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How the Market Fixes Mistakes
People aren’t perfect. And because companies are collections of people, they aren’t perfect either. Companies accomplish great feats—just take note of some of the technologies you’ll use today—but they also occasionally let us down. Products that fail to deliver on promises are disappointing and sometimes even harmful. But do these mistakes mean that the government should step in and “protect” us?
No, they don’t. The market has a variety of mechanisms that respond to errors far more effectively than the government ever could, and still allow for companies to craft their own solutions.
A Transparently Bad Product: Lululemon Yoga Pants
Lululemon, which produces yoga and other athletic apparel, provoked outrage from its devoted customer base when it released a flawed product earlier this year: see-through yoga pants. Founded in 1998, the company had built trust and loyalty among its yoga-loving clientele for delivering quality products: In just 15 years, Lululemon had grown to over $1.3 billion in annual revenue. So, it’s no surprise that Lululemon’s fans were upset and disappointed at the failure.
But Lululemon’s response to its mistake demonstrates why government intervention in the marketplace is unnecessary and, often, inferior to that of the free market. To address all the complaints the company received from consumers and stores, Lululemon recalled the pants on March 18, offered refunds, and apologized.
Despite the gesture, the market punished Lululemon for its error: Its stock price plummeted the next day, decreasing the company’s value by $250 million. Several weeks later, the chief product officer resigned. The repercussions for Lululemon’s mistake affect the short term as well as the long term: The damage to consumer confidence will take time to rebuild and revenues will reflect the damage.
The incentives for the company to address this mistake couldn’t be any higher. They will be far more powerful in encouraging better customer service than having the government inspect all clothes manufactured.
Mystery Meatballs: Ikea’s Food Faux Pas
Earlier this year, a scandal broke out across Europe. IKEA, a global home furnishings chain, was serving meatballs advertised as beef and pork, but found to contain horse meat. While this isn’t a food safety concern, it is disconcerting that food across the continent was mislabeled.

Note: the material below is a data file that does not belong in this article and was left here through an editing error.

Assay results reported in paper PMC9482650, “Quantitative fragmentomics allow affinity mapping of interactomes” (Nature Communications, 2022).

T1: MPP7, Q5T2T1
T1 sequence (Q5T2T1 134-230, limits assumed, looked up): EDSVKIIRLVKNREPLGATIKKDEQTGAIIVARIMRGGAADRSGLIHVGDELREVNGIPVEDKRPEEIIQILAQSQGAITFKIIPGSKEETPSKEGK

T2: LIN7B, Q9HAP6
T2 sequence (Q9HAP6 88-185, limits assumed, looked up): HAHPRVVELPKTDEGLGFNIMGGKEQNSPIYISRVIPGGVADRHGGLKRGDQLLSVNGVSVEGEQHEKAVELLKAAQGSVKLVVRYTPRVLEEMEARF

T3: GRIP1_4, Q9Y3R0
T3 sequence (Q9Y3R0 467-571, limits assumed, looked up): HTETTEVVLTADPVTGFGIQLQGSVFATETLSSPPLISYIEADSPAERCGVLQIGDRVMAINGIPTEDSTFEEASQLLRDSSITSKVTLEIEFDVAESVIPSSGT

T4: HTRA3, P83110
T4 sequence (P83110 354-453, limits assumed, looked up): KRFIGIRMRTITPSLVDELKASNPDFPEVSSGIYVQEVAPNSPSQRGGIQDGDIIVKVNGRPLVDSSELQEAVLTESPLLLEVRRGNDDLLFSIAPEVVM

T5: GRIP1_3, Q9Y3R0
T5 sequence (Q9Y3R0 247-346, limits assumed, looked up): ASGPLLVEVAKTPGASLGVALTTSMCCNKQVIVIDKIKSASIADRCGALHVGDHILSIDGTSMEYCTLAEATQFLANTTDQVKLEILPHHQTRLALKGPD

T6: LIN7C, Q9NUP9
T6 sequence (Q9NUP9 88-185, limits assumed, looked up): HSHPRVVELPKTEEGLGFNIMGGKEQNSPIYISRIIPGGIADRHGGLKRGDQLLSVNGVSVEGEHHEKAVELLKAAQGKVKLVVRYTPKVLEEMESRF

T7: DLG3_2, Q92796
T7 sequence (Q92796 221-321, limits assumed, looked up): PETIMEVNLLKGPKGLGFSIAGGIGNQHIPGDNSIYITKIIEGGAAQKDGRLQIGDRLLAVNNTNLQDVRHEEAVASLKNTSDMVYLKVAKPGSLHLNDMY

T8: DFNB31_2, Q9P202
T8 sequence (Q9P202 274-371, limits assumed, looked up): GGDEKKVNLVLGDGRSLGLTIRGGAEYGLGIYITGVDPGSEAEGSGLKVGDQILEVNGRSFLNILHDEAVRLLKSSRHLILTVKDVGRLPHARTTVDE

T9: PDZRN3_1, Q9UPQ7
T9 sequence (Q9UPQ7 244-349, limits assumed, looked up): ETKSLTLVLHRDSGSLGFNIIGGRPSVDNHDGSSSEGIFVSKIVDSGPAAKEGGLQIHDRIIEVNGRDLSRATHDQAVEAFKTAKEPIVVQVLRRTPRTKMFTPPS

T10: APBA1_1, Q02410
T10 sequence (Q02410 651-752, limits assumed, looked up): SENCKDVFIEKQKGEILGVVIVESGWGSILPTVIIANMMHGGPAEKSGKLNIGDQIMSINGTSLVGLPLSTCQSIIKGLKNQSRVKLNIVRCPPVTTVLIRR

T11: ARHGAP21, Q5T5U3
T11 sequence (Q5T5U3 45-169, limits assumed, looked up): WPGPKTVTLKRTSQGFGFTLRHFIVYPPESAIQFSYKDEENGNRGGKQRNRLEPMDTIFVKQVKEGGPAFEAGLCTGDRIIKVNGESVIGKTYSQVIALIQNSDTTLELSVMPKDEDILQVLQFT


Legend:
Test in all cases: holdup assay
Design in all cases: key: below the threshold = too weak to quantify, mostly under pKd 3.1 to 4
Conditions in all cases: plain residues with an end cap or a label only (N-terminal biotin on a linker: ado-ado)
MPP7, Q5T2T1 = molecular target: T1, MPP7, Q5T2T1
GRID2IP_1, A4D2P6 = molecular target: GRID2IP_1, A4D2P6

The discovery sparked intense outcry from IKEA customers. The threat of losing those customers was enough to spur the company to take swift action: IKEA has implemented new measures, including a check of its supply chain “from farm to fork,” to ensure products are tested more rigorously.
Hot Tunes: Apple Has Been on Fire—Literally
iPod Nanos hit store shelves in 2005, and sold millions. But it turns out that as the product aged, the batteries degraded and, in rare cases, even caught fire.
This defect didn’t become well-known until five years after the first generation of iPod Nanos were manufactured. But Apple still decided to provide free replacements for anyone who had the original product. In truth, this wasn’t just a “replacement”—the new iPods were substantially more advanced, coming as they did with a touchscreen, FM radio, and pedometer.
Because Apple wanted to maintain a good reputation, and to prevent its old product from harming consumers, the company decided to voluntarily give away its newest products.
Reputation Is Everything
The above examples show how the market is more effective at policing itself than the government could ever be. Businesses succeed based on their reputations, and they know that making a mistake—even if corrected quickly—can result in lasting damage. Scarred reputations can lead to falling stock prices, lower sales, unhappy customers, and ultimately less profits.
Business aren’t perfect, and they will make mistakes. A mistake made by a business can be “punished” through various market mechanisms, reducing the likelihood that a similar problem will reoccur. A mistake made by the government often has little accountability—as recent scandals have shown. We should leave individuals and businesses to make as many decisions themselves as possible, and let the market hold them accountable.